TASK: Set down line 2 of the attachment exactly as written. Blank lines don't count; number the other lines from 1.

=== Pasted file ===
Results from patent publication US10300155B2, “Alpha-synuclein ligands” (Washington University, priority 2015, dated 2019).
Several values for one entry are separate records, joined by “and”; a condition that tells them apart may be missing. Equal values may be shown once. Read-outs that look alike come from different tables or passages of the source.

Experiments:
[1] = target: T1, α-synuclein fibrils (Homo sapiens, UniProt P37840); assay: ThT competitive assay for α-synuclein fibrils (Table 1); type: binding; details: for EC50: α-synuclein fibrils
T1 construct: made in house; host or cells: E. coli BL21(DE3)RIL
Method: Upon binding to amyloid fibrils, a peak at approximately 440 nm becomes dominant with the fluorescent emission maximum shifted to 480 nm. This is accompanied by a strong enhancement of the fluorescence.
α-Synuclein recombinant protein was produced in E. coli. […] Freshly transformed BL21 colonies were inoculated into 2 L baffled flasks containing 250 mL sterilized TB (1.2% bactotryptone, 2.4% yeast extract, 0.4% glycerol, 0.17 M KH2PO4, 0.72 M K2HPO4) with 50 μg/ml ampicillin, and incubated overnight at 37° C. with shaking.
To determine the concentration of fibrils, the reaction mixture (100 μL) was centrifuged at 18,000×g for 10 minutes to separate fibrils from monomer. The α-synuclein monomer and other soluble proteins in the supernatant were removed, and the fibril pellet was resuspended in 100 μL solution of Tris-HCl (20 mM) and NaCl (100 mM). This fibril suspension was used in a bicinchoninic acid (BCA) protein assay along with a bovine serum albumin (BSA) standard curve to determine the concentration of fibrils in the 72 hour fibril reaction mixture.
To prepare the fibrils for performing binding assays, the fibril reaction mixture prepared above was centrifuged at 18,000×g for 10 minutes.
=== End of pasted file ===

Several values for one entry are separate records, joined by “and”; a condition that tells them apart may be missing. Equal values may be shown once. Read-outs that look alike come from different tables or passages of the source.